For what it's worth, my research group attacked basically exactly this
problem quite some time ago. We built a modified Linux kernel that we
called Redline that was impervious to fork bombs, malloc bombs, and so on.
No process could take down the system, much less unprivileged ones. I think
some of the ideas we described back then would be worth adopting / adapting
today (the code is of course hopelessly out of date: we published our paper
on this at OSDI 2008).

We had a demo where we would run two identical systems, side by side, with
the same workloads (a number of videos playing simultaneously), but with
one running Redline, and the other running stock Linux. We would launch a
fork/malloc bomb on both. The Redline system barely hiccuped. The stock
Linux kernel would freeze and become totally unresponsive (or panic). It
was a great demo, but also a pain, since we invariably had to restart the
stock Linux box :).

Redline: first class support for interactivity in commodity operating

While modern workloads are increasingly interactive and resource-intensive
(e.g., graphical user interfaces, browsers, and multimedia players),
current operating systems have not kept up. These operating systems, which
evolved from core designs that date to the 1970s and 1980s, provide good
support for batch and command-line applications, but their ad hoc attempts
to handle interactive workloads are poor. Their best-effort, priority-based
schedulers provide no bounds on delays, and their resource managers (e.g.,
memory managers and disk I/O schedulers) are mostly oblivious to response
time requirements. Pressure on any one of these resources can significantly
degrade application responsiveness.

We present Redline, a system that brings first-class support for
interactive applications to commodity operating systems. Redline works with
unaltered applications and standard APIs. It uses lightweight
specifications to orchestrate memory and disk I/O management so that they
serve the needs of interactive applications. Unlike realtime systems that
treat specifications as strict requirements and thus pessimistically limit
system utilization, Redline dynamically adapts to recent load, maximizing
responsiveness and system utilization. We show that Redline delivers
responsiveness to interactive applications even in the face of extreme
workloads including fork bombs, memory bombs and bursty, large disk I/O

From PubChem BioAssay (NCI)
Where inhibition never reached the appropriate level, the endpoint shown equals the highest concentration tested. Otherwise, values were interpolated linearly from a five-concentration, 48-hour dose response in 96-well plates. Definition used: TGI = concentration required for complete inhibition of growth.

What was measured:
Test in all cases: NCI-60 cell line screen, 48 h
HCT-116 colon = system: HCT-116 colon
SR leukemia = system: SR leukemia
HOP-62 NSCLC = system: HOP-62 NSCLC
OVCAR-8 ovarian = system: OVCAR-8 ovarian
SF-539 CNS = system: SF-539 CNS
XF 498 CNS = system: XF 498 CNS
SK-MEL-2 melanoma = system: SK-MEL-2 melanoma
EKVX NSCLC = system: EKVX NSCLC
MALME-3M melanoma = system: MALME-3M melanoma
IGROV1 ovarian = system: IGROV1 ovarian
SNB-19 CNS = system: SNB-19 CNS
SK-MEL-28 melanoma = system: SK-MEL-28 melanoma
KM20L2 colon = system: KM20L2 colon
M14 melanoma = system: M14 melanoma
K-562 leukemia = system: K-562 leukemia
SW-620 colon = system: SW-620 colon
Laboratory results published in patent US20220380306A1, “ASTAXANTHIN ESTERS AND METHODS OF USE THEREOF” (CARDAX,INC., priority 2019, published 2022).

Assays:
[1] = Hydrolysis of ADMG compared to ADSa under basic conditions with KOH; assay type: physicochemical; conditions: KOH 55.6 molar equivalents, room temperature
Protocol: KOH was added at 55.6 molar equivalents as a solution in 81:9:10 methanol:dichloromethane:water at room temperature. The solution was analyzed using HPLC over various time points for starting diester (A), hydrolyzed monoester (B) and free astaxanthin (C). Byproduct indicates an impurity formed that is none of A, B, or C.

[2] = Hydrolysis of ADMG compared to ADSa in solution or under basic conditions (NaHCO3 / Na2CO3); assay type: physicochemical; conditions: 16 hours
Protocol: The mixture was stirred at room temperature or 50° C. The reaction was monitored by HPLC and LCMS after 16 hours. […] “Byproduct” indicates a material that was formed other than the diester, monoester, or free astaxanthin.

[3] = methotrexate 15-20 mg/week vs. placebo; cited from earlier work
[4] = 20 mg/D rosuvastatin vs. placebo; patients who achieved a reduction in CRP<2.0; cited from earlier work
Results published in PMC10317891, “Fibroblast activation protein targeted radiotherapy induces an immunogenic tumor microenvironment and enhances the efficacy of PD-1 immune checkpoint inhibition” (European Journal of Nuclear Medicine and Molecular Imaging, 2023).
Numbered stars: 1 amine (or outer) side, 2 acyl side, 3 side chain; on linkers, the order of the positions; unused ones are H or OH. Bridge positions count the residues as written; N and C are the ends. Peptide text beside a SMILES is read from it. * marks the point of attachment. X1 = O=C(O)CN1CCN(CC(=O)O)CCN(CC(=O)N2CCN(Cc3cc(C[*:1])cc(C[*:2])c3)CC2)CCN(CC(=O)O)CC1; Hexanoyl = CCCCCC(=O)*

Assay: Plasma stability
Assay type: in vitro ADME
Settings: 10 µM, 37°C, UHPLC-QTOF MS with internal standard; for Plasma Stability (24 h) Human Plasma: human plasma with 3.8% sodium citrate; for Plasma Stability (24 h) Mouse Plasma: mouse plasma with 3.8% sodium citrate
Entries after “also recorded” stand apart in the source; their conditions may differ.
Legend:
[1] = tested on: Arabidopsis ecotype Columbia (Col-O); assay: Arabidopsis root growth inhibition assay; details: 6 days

requests, reducing application pauses by up to two orders of magnitude.

Paper here:

And links to code here:

There has been some recent follow-on work in this direction: see this work
out of Remzi and Andrea's lab at Wisconsin:

-- emery

Professor Emery Berger
College of Information and Computer Sciences
University of Massachusetts Amherst, @emeryberger

On Sun, Aug 18, 2019 at 2:53 PM Chris Murphy <>

> On Sun, Aug 18, 2019 at 2:55 PM Gordan Bobic <> wrote:
> >
> > On Sun, Aug 18, 2019 at 9:07 PM Kevin Kofler <>
> wrote:
> >>
> >> Gordan Bobic wrote:
> >> > Right, but is it better that _everything_ else suffers with more
> memory
> >> > pressure for the handful of relatively infrequent use cases for which
> >> > ulimit can be used to explicitly raise the limit?
> >>
> >> Well, as I wrote, a lower limit might actually make sense on ARM. But
> modern
> >> x86 computers have gigabytes of RAM, so 1 MiB is ridiculously small
> there.
> >> So this would have to be an architecture-specific setting for ARM.
> >
> >
> > That may be so, but this thread started off with memory pressure also
> being an issue for regular desktop x86 use.
> >
> I think optimizations like this, and including compile time defaults
> should get smarter to do such optimizations and have a lot of
> intrinsic value. But in any case, I think it's fair to say that we're
> in very broad agreement that no matter what options get used or what
> optimization do or don't happen, unprivileged processes should not be
> able to effectively take down the system. That to me is really
> incredible to discover.
> Everything else: no swap at all and tolerate abrupt and random
> oom-killer killoffs, double the swap or use /dev/zram, or use 1/4 RAM
> for swap, or throw a metric f ton of RAM at it, all of those are
> different ways of dodging a cannon ball. Dodging the problem doesn't
> actually fix the problem.Iff your dodge doesn't work out, you get hit
> by a cannon ball. Not OK. It's an unprivileged task! I'm aghast.
> --
> Chris Murphy
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